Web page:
(1-3) S'rî S'uka said: 'One day, when the maidservants were engaged with other things, churned and made mother Yas'odâ, Nanda's queen, all the thick of milk [yogurt and butter] personally. For the time she was churning the butter sang she songs about what she remembered of all that her son had done. (3) Being dressed in linen that was held by a belt around her shaking hips moved, as she was churning, her breasts, which at the nipples were wet because of her affection for her son, and along with that movement moved in harmony the bangles on her wrists and her earrings while, of the labor of pulling the churning rope, the perspiration ran down her face and fell down together with the jasmine flowers in her hair. (4) Desiring to drink approached the Lord her as she was churning and stopped He, getting affectionate with His mother, the churning rod by catching it. (5) She sweetly allowed Him on her lap to drink from her overflowing, loving breasts and watched with a smile how happy He was, but with Him not yet satisfied had she to put Him aside quickly and leave when she saw how a pan of milk was boiling over. (6) Thrown into a fit biting His full red lips broke He, in vain tears, with a stone the pot in which the butter was churned and began He hidden from sight in an adjacent room to eat from what all was churned. (7) The gopî putting the hot milk from the stove returned to her workplace and saw the churning pot broken. Not finding Him present concluded she with a smile that it had been the work of her child. (8) Standing on top of a turned up mortar was He, apprehensive as a thief, to His like handing out to a monkey a share of the milk goodies from a hanging pot, while from behind watching these activities she very slowly approached her son. (9) Seeing her approaching with a stick in her hand He quickly got down from there and fled like He was afraid with the gopî after Him, He who not even by the greatest yogis of penance trying to get access in meditation could be reached [see also B.G. 18: 55]. (10) Though the chasing mother, in her great speed with the flowers falling from her hair, heavy-breasted as she was to her thin waist had to slow down, managed she nevertheless finally to capture Him. (11) When she saw Him as the offender remorsefully crying, rubbing the black of His eyes all over His face with His hands, was she with Him, whom she with His distressed eyes had caught by the hand, just of a mild reproof. (12) Considerate of her son's fright she heartful with her kid threw away the stick and decided to bind Him with a rope, not realizing what kind of power she was dealing with.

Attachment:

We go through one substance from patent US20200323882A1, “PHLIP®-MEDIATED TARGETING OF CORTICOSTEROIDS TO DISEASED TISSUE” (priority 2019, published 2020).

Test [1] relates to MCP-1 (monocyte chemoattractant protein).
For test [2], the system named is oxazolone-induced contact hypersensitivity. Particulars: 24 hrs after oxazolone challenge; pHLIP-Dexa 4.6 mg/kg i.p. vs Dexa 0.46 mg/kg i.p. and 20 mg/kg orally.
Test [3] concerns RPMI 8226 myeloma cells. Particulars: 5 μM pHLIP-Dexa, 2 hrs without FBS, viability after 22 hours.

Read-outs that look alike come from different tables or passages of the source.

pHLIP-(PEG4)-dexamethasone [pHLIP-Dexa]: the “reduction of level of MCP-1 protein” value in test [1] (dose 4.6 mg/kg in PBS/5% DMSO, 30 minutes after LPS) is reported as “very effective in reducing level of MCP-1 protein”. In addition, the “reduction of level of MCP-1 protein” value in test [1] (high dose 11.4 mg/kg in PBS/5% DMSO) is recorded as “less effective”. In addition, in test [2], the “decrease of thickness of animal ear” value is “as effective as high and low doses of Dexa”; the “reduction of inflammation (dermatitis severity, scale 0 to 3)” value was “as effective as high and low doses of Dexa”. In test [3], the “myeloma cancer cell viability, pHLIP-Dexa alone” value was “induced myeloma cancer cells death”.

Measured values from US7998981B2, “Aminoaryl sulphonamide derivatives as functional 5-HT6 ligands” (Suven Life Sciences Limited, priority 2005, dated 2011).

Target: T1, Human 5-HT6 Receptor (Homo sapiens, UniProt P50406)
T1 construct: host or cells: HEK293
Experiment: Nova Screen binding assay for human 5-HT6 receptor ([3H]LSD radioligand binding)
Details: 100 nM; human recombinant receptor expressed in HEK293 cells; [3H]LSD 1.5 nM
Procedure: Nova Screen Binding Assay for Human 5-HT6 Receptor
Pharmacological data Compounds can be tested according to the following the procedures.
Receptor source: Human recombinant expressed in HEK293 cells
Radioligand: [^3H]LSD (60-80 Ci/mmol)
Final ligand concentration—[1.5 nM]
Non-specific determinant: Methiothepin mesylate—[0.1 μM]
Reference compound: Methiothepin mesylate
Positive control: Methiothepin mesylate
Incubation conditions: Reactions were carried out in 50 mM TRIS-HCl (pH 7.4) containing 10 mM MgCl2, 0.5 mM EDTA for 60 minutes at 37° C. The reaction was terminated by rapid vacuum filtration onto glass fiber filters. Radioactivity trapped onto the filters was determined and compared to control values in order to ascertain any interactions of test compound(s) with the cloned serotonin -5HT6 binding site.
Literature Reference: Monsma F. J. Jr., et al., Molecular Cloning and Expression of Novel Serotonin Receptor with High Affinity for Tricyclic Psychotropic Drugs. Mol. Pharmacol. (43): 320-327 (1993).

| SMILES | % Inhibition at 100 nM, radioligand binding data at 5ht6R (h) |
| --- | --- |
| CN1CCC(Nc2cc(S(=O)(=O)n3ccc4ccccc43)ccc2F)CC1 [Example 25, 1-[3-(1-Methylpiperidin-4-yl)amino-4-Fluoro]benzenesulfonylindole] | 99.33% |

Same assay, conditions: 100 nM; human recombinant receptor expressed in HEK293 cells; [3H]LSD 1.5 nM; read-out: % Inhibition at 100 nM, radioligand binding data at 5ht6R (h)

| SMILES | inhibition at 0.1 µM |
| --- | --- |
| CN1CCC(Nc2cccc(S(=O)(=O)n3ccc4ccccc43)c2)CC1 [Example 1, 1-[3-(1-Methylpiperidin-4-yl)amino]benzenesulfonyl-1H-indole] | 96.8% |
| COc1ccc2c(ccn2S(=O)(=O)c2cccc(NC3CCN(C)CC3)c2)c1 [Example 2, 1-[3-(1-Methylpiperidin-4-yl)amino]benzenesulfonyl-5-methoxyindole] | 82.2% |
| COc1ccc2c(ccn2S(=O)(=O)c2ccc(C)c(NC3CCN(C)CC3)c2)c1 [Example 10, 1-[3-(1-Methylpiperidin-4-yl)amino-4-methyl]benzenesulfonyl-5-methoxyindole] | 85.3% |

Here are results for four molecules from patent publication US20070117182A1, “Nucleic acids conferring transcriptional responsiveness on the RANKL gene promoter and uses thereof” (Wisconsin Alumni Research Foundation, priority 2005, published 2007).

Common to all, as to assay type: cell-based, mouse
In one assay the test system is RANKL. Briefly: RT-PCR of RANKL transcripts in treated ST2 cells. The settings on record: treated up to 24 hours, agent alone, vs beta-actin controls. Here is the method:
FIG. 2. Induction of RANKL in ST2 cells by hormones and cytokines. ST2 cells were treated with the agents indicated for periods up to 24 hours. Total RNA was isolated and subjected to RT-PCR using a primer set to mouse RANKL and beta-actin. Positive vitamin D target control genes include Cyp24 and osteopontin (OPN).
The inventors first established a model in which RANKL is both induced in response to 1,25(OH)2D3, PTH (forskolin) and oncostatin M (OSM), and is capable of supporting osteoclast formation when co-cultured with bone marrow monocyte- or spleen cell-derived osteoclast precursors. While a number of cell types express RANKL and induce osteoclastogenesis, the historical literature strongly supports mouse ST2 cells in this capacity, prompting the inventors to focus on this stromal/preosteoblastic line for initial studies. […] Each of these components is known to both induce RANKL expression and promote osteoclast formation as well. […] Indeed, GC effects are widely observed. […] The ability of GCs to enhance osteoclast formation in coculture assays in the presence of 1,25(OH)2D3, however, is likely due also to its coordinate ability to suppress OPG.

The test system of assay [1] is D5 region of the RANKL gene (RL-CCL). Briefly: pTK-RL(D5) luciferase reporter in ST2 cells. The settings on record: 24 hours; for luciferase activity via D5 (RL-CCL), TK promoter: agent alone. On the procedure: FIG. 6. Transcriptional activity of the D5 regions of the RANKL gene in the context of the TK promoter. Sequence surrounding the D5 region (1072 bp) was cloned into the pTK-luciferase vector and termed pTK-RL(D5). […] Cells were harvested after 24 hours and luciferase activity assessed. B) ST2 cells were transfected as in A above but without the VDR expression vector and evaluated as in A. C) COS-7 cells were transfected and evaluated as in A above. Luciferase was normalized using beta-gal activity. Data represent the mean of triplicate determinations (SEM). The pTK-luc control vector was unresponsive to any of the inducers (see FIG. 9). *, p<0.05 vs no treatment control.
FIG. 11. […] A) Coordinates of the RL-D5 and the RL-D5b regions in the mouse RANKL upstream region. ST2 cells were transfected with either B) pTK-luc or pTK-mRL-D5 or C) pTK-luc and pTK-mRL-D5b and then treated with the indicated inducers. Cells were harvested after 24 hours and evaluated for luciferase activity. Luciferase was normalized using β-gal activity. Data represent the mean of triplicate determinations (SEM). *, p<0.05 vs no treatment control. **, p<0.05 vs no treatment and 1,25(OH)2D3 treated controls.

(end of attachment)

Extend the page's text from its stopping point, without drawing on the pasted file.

(13-14) There is no inside nor an outside to Him, a beginning nor an end. He, as the end as well as the beginning, the internal as well as the external of the entire creation, is the One Totality of that creation. Taking Him, the Unmanifest in the form of a mortal, for her own son she bound Him to a mortar like one does with a normal child. (15) When the rope she used to bind her naughty child fell short with a length of two fingers joined the gopî it with another one. (16) When even that one fell short she then tried another one which also, with the joining and joining, would not suffice to bind staying short with two fingers. (17) Yas'odâ in this manner unsuccessfully proceeding with all the ropes in the household, was, with all the gopîs taking part in the fun, laughing, being struck with wonder. (18) When He saw how much His mother was sweating with all flowers fallen from her hair and how tired she got, was Krishna so gracious as to agree in His being bound. (19) My best, in this was factually by the Lord exhibited how He, Krishna, by whom indeed the whole universe with all its demigods is controlled, is won over by those [devotees] who submit to His wishes [compare 7.3: 14-21]. (20) Nor Lord Brahmâ, nor Lord S'iva nor the Goddess of Fortune despite of her residing at His side, can achieve from the Giver of Final Liberation the like of the mercy that the gopî obtained. (21) The Supreme Lord, the Son of the Gopî, is not as easily won by those bound to the body [those who are after the money, the profit], by jñânis [book people, transcendentalists] or mere soul-seekers [escapists, impersonalists] as by those who in this world are of bhakti [of devotional service] [see also B.G. 11: 54 and 18: 16].
(22) Meanwhile, with His mother very busy engaged in her household, observed the Lord two arjuna trees outside who, as the sons of the bestower of riches [Kuvera], had been demigods [Guhyakas]. (23) They formerly were known as the very opulent Nalakûvara and Manigrîva, but had for their conceit been cursed by Nârada to become trees.'